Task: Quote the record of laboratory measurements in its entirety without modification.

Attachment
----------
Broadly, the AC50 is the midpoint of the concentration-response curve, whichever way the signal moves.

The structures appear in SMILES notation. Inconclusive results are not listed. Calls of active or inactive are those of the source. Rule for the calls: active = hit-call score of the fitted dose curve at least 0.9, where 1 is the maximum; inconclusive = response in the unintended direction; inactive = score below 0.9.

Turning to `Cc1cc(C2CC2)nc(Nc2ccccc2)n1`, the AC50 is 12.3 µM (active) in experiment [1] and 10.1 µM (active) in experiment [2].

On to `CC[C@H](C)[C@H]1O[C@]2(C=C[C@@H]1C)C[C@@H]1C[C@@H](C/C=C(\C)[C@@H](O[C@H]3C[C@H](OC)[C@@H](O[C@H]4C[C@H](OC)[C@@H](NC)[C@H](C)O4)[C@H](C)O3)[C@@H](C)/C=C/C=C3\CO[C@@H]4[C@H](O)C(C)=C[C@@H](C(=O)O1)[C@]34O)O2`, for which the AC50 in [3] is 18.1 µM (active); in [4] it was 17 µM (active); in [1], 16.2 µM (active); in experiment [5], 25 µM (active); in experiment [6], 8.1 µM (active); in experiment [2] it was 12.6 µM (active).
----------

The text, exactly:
Broadly, the AC50 is the midpoint of the concentration-response curve, whichever way the signal moves.

The structures appear in SMILES notation. Inconclusive results are not listed. Calls of active or inactive are those of the source. Rule for the calls: active = hit-call score of the fitted dose curve at least 0.9, where 1 is the maximum; inconclusive = response in the unintended direction; inactive = score below 0.9.

Turning to `Cc1cc(C2CC2)nc(Nc2ccccc2)n1`, the AC50 is 12.3 µM (active) in experiment [1] and 10.1 µM (active) in experiment [2].

On to `CC[C@H](C)[C@H]1O[C@]2(C=C[C@@H]1C)C[C@@H]1C[C@@H](C/C=C(\C)[C@@H](O[C@H]3C[C@H](OC)[C@@H](O[C@H]4C[C@H](OC)[C@@H](NC)[C@H](C)O4)[C@H](C)O3)[C@@H](C)/C=C/C=C3\CO[C@@H]4[C@H](O)C(C)=C[C@@H](C(=O)O1)[C@]34O)O2`, for which the AC50 in [3] is 18.1 µM (active); in [4] it was 17 µM (active); in [1], 16.2 µM (active); in experiment [5], 25 µM (active); in experiment [6], 8.1 µM (active); in experiment [2] it was 12.6 µM (active).